I suspect the rubber biscuit is also necessary to allow a small amount of change in the length of the arm. The rear end doesn't move in a constant radius arc compared to the torque arm pivot so to get the full range of motion in the rear end without the torque arm binding I'm pretty sure the overall torque arm length needs to change just slightly.

KevinGale
KevinGale Reader
8/9/17 2:00 p.m.

The new garage has walls!

java230
java230 SuperDork
8/9/17 2:04 p.m.

In reply to KevinGale:

That looks awesome! I hate that zip wall though.

MGS10
MGS10 New Reader
8/9/17 2:58 p.m.

Gotcha, I have been looking into building a torque arm setup for my MGB because they really intrigue me. I think in my case due to the short wheelbase a 3 link might be a better choice on my car but I still think they are cool.

It makes sense the rubber would take up enough of the difference in length and it might even give enough on acceleration and deceleration to help a high torque car like yours be stable.

APEowner
APEowner HalfDork
8/9/17 3:53 p.m.
java230 wrote: In reply to KevinGale: That looks awesome! I hate that zip wall though.

What do you dislike about zip wall? I've been really happy with it the few times I've used it.

java230
java230 SuperDork
8/9/17 4:11 p.m.
APEowner wrote:
java230 wrote: In reply to KevinGale: That looks awesome! I hate that zip wall though.

What do you dislike about zip wall? I've been really happy with it the few times I've used it.

Being in the PNW, if its wet when installed the tape will not stick. Needs to be stapled to stay in place. Same for cold, doesn't stick.

The other issue I see is the nail holes need to be taped. Even with being very diligent about not over driving the nails, it still swells around the nail holes.

Writing that, it sounds like it might just be PNW problems

KevinGale
KevinGale Reader
8/9/17 6:48 p.m.

I've actually heard both good and bad about he zip wall system. But our builder has had good success with it and ultimately we didn't have any good reason to override him. The house being built next to the garage that I didn't show is also using zip walls with 2" foam. The house is going to be a going to be well insulated and sealed which when combined with the 11Kw solar array on the garage should result in a Net Zero home. So it should produce as much energy as it uses. And that includes heating the garage.

Chadeux
Chadeux Dork
8/9/17 7:21 p.m.

Regarding the torque arm, he may be picturing the ones that are stock on 3rd/4th gen f-bodies, which just slide into a rubber mount on the transmission tail housing. It slips around in the mount a bit to prevent binding. The one I've looked at putting on my car basically uses a shackle to do the same job.

KevinGale
KevinGale Reader
8/9/17 10:31 p.m.

There are also fancier decoupled torque arms that allow different geometry for braking vs acceleration. Truthfully I know just about enough to be dangerous. Suspension is a complicated subject. One of the advantages of using an engineered car is that Troyer figured out most of this stuff for me.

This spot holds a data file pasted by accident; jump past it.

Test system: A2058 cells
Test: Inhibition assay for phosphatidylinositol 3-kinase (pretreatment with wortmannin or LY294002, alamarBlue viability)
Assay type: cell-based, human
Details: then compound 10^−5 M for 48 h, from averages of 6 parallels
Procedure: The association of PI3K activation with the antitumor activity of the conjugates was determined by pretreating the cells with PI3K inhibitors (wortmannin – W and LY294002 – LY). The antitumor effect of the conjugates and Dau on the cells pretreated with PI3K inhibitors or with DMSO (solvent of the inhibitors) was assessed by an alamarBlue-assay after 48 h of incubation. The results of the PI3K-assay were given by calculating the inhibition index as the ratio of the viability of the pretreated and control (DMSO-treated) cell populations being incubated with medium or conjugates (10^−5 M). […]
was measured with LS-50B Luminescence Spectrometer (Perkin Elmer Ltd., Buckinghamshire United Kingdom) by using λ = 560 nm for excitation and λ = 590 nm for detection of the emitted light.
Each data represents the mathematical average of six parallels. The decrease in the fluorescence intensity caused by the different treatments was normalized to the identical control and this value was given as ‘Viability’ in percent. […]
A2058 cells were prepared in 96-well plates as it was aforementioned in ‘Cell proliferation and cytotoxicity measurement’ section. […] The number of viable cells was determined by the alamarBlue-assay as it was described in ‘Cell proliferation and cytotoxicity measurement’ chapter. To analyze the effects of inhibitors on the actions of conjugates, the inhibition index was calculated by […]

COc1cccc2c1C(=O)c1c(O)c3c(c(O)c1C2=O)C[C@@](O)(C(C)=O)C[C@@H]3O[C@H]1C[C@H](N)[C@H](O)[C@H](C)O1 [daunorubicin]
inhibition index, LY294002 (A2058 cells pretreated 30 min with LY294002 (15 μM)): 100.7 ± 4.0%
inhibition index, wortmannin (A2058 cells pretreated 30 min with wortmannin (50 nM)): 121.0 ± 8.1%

KevinGale
KevinGale Reader
8/13/17 11:28 a.m.

More work in on the torque arm today. First I realized I was wrong. I don't need two jam nuts. For one I can jam a single nut against the heim. And the internal bushings lock up solid so the rubber compressing really isn't an issue.

So because adding extra weight to the car drives me crazy I cut off the extra jam nut. I had to carefully cut it most of the way through on both sides and then split it off.

After I got it all assembled I also used the cut off wheel to take off almost an inch off the end of the rod. Here is the assembled piece

The top nut is a bit of belt and suspenders. There is a nyloc with a jam nut on top. Not probably a normal setup and I'm not sure it is necessary. However this is how it was setup when I got the car and given the torque arm problems I've had I feel better leaving it this way.

APEowner
APEowner HalfDork
8/13/17 11:45 a.m.
java230 wrote:
APEowner wrote:
java230 wrote: In reply to KevinGale: That looks awesome! I hate that zip wall though.

What do you dislike about zip wall? I've been really happy with it the few times I've used it.

Being in the PNW, if its wet when installed the tape will not stick. Needs to be stapled to stay in place. Same for cold, doesn't stick.

The other issue I see is the nail holes need to be taped. Even with being very diligent about not over driving the nails, it still swells around the nail holes.

Writing that, it sounds like it might just be PNW problems

I can see where that would be frustrating. I've used it in Upstate NY and in north central Maine without issue but never in the rain. I like that you can put it up and tape it and it's weather tight. I've put it up in the fall so we can heat and secure over the winter and then sided in the spring with no issues. I don't think that it makes any difference but I've used construction screws rather than nails.